Review by Todd Davis

by Neil Shepard


Mid-List Press
4324 - 12th Avenue South
Minneapolis, MN 55407-3218
ISBN: 13: 978-0-922811-72-4
105 pp., $13.00

In his third book of poems, as the title suggests, Neil Shepard seeks after the source, the thing itself, not the language for it. His is a struggle against the imperfect linguistic gestures we make, and the ways poetry both aids and thwarts us in our search. Here are poems of rural beauty, many set on the home ground of Robert Frost in Vermont, and, like Frost, Shepard knows where to find the seep of the stream in the pasture, the source of the water that he diverted with "a simple / lead pipe out to the field." Wisely, Shepard also recognizes that "every living / thing falls down into the watery spaces / they've abandoned" (The Source, 54). Despite this he has not abandoned language--his skillful devotion to the poetic arts clearly attests to that fact. Still, a dis-ease and dis-association surfaces and resurfaces as we move through this wide-ranging collection, hunting after the things of this world that connect us.

Waterfall at Journey's End begins the book, reminding us that notions of linear time are as artificial and fallible as the very language we use to represent time. Here as readers we begin, despite being told it is "journey's end"; here language is both a window to look through as well as an object of artistic devotion itself. "Yet another metamorphic / swimming hole, waterfall / where language fails," Shepard explains, telling us that we “can hear nouns metamorphose to verbs,” words like "gnarl, shiver, split" (3). The poet describes the primacy of this place and its ways of knowing as "the place of pre- / delight, before the light // blinked on in our fore- / brains and pained us with fore- / knowing" (3). But he does not allow us to get lost in the dizzying desire of linguistic entanglement. He acknowledges that "words can sink // their cleats, pitons, / grappling hooks" into the "high walls / of journey's end" (4), albeit tenuously. Yet the very thing that ultimately must fail him is also the thing that offers some degree of hope. The tongues that allow us to form words are surreally transformed into something "pre-human":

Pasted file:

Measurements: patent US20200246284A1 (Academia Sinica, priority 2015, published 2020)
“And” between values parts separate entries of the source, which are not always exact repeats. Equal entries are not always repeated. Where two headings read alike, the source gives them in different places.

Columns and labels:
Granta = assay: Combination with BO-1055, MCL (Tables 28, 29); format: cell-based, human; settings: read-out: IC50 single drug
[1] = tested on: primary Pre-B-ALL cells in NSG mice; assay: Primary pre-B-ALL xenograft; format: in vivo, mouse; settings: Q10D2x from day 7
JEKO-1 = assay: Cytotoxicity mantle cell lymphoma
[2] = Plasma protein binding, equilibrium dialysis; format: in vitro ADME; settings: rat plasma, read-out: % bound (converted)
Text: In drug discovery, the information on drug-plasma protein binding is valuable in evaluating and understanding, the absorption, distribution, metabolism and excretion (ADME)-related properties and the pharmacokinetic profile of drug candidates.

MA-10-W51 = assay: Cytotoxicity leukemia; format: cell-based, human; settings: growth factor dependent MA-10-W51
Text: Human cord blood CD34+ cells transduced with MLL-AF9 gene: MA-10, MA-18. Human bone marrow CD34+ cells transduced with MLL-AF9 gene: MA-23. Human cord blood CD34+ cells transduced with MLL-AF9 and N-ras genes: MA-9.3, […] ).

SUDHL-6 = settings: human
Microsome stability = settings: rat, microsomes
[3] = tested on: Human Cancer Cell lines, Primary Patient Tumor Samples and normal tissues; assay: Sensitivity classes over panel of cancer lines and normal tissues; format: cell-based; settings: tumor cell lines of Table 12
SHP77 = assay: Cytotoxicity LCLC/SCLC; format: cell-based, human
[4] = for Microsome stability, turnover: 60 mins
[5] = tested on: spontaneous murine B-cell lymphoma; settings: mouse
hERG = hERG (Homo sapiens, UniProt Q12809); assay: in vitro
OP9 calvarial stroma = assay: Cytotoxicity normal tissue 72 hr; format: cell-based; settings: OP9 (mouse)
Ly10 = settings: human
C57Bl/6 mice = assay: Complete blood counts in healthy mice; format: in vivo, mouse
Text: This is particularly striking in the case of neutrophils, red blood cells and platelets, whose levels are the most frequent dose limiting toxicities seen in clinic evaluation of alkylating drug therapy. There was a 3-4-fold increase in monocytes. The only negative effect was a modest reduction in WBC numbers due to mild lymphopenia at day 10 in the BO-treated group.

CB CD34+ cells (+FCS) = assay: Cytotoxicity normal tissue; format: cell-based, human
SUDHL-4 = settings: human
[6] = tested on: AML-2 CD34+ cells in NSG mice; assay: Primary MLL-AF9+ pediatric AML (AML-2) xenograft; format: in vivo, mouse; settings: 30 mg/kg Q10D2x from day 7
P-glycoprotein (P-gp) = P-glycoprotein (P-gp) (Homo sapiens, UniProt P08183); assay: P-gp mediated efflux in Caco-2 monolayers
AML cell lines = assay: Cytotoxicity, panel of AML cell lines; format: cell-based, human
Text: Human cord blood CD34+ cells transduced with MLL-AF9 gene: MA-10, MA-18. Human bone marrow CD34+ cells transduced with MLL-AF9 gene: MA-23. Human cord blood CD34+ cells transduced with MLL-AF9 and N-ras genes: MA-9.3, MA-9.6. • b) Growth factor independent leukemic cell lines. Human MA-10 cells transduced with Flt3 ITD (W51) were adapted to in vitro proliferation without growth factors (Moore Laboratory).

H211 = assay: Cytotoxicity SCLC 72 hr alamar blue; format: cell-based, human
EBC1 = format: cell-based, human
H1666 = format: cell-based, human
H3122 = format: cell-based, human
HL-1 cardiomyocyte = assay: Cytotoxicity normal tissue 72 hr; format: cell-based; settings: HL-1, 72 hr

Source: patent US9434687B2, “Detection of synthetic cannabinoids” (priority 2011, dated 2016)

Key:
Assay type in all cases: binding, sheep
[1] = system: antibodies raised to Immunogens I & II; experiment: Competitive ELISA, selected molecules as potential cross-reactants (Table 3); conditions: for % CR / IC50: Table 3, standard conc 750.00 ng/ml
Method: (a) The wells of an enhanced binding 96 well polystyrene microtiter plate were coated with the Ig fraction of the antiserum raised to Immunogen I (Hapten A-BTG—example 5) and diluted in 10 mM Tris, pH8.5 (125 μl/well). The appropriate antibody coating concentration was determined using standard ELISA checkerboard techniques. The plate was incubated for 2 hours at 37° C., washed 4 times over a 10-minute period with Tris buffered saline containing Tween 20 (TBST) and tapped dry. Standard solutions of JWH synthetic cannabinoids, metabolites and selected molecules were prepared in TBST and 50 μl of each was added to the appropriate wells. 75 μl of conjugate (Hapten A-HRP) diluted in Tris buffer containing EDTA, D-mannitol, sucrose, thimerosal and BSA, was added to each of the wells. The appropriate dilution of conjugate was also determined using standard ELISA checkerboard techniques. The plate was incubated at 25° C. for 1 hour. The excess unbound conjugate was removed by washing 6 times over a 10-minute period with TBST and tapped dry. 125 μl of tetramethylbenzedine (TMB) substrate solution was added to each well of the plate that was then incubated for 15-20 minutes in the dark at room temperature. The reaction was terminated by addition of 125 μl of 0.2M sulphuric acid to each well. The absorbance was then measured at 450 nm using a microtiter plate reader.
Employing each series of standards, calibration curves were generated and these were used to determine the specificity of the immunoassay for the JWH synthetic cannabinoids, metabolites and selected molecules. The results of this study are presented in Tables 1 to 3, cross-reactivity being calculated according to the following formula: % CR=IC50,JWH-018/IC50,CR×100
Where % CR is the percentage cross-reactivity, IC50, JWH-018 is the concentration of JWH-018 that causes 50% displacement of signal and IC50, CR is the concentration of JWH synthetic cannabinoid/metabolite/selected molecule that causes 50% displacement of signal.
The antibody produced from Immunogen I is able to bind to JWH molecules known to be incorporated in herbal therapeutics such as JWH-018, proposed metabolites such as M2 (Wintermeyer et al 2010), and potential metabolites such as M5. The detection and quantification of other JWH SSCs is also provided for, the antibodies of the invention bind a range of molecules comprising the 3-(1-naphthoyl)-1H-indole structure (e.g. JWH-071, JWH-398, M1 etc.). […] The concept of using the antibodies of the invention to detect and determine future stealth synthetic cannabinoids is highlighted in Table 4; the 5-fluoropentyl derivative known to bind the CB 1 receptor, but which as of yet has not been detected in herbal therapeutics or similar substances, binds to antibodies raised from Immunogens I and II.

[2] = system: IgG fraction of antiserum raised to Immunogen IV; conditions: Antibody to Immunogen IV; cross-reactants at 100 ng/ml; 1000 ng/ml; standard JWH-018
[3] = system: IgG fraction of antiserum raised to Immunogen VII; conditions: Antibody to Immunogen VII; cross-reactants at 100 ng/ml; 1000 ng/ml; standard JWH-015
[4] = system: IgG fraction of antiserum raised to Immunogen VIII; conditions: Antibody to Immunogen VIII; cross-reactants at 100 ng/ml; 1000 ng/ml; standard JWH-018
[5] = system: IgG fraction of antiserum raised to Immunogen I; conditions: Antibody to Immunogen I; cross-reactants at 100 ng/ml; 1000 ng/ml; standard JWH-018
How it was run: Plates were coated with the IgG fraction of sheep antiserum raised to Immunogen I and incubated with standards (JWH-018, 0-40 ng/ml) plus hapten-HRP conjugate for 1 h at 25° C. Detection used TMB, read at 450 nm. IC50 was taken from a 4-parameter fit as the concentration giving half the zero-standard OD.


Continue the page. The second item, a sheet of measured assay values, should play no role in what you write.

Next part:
moss-crawler, rock-clasper,
some thing attached to cold stone
that owns no language--
micaceous, gneiss-spark,
fissle schist, granite-fault--
that goes on climbing
as if it were stone-dumb,
attached by its tongue
to the very thing, the very thing. (4)

And Shepard's poems are filled with these very things: box turtles, ovenbirds, black-and-white warblers, phoebes, sunflowers, fiddleheads, cottonwoods, chokecherries, and blackflies. His landscapes are populated with the flora and fauna one might expect from a poet living in rural Vermont. Yet Shepard's poems are not provincial: settings as exotic as the Acropolis or Montpellier, France, are used to great effect, as well as the lives of other writers, like Hayden Carruth and Gerald Stern, ghostly mentors that move behind the lines, creating textual density and intertextual play.